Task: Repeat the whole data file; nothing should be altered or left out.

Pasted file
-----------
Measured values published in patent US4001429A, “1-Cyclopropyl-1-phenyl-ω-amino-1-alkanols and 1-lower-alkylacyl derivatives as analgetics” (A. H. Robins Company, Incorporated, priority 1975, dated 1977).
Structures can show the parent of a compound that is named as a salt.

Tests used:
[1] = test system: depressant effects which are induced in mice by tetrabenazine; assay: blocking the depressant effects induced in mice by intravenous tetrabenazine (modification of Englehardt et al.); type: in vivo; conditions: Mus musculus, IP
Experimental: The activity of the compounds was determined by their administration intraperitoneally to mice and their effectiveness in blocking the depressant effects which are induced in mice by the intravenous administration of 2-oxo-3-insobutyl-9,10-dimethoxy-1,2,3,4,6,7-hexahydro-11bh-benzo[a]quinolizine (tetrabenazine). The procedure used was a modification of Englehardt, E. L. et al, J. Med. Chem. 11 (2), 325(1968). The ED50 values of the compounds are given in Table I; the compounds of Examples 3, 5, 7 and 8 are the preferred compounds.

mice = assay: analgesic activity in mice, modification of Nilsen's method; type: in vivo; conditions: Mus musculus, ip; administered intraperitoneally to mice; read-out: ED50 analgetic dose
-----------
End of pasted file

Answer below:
Measured values published in patent US4001429A, “1-Cyclopropyl-1-phenyl-ω-amino-1-alkanols and 1-lower-alkylacyl derivatives as analgetics” (A. H. Robins Company, Incorporated, priority 1975, dated 1977).
Structures can show the parent of a compound that is named as a salt.

Tests used:
[1] = test system: depressant effects which are induced in mice by tetrabenazine; assay: blocking the depressant effects induced in mice by intravenous tetrabenazine (modification of Englehardt et al.); type: in vivo; conditions: Mus musculus, IP
Experimental: The activity of the compounds was determined by their administration intraperitoneally to mice and their effectiveness in blocking the depressant effects which are induced in mice by the intravenous administration of 2-oxo-3-insobutyl-9,10-dimethoxy-1,2,3,4,6,7-hexahydro-11bh-benzo[a]quinolizine (tetrabenazine). The procedure used was a modification of Englehardt, E. L. et al, J. Med. Chem. 11 (2), 325(1968). The ED50 values of the compounds are given in Table I; the compounds of Examples 3, 5, 7 and 8 are the preferred compounds.

mice = assay: analgesic activity in mice, modification of Nilsen's method; type: in vivo; conditions: Mus musculus, ip; administered intraperitoneally to mice; read-out: ED50 analgetic dose